The New Industrial Society of the 19th Century: Factory Conditions and Beyond

The great industrialization of developed nations effected every crevicis of 19th century life.  Regardless of one’s status, a specific knowledge about the effects that this push forward in mechanical manifestation of motion.  Because of the people’s new found reliance on emerging technology, the demand for life-improving agents of industry were at an all-time high.  Machines, of course, did not exclusively operate on their own.  And, without proper supervision and even manipulation, the machines that powered the industrial revolution of the 1800s wouldn’t have amounted to the fruitful succession that technology has blessed much of the 20 and 21st centuries thus far.

Unfortunately, social castes were inevitably at play again in this new chapter of European civilization.  And, the first casualties of industrial Europe were the lower-class families.  In the earliest (and even many modern) factories of the industrial world, workloads were often unbearable and difficult to carry out, due to their strenuous demands, unsafe hours and dwindling wages.  Many families weren’t easily supported by the work of their fathers alone.  It was not uncommon that children would occupy a great number of jobs that would help to ensure the livelihood of their respective family.  It wouldn’t be until 1938, when the Fair Labor Standards Act was passed, officially addressing the exploitation of children labor (this time in the U.S.).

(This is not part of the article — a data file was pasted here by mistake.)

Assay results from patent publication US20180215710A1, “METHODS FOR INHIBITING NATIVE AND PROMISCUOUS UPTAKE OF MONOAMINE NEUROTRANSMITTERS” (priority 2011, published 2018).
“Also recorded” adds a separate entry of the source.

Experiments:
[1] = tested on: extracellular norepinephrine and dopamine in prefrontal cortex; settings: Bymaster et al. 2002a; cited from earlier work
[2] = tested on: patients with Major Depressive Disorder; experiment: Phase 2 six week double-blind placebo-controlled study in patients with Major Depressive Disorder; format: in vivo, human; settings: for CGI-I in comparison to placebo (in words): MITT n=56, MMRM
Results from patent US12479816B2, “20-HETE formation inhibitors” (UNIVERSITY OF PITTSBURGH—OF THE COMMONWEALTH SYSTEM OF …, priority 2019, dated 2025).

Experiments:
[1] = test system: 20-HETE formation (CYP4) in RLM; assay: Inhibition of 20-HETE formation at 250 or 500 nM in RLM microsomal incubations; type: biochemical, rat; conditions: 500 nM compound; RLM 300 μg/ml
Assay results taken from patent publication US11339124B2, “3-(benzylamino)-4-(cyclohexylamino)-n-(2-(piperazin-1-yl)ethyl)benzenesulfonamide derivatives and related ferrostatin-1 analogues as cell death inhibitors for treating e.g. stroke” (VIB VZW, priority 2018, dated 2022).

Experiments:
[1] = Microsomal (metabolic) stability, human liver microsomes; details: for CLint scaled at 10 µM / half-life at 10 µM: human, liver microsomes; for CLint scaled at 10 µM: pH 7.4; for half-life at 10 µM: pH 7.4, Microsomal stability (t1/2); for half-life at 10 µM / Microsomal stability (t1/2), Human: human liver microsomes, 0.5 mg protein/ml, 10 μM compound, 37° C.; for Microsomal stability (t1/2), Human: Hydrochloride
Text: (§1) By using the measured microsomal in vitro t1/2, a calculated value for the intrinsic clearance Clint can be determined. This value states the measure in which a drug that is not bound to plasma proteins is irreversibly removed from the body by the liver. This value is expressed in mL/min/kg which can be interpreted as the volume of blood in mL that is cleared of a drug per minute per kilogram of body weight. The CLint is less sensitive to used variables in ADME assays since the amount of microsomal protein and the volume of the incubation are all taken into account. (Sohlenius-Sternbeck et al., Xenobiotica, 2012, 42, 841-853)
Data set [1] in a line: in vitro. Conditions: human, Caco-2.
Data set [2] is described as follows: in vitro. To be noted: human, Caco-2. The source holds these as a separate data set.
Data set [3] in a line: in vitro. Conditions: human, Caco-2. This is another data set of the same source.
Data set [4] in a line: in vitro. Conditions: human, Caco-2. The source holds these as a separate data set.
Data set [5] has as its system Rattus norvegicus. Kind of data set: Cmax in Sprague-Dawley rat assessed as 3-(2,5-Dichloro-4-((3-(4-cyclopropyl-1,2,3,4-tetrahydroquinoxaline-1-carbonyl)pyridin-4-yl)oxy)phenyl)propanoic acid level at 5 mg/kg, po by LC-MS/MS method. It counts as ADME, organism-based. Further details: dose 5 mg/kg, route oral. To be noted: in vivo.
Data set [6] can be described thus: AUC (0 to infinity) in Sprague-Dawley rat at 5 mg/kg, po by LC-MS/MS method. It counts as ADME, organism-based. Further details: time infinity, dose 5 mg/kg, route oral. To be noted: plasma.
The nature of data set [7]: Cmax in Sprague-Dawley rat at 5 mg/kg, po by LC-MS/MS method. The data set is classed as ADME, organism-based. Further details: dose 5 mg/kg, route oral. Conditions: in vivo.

The standards of such working environments could be described as lowly.  The thick air the laborers breath is carbon-rich and dark from the industrial machinery they operate and oversee.  It also would not be for a great time that health was related to the emissions associated with such machinery.  In the development of commercial machinery, many regulations that the modern world has become accustom to respecting and enforcing were not existent.  This, in turn, allowed for allowed for an environmentally degradative process of testing, improving and making this equipment the best that it could be.  Because this process was a long one for a multitude of different industries, including manufacturing and textile industries, much of the earlier accounts of the industrial factory worker were quite unpleasant.


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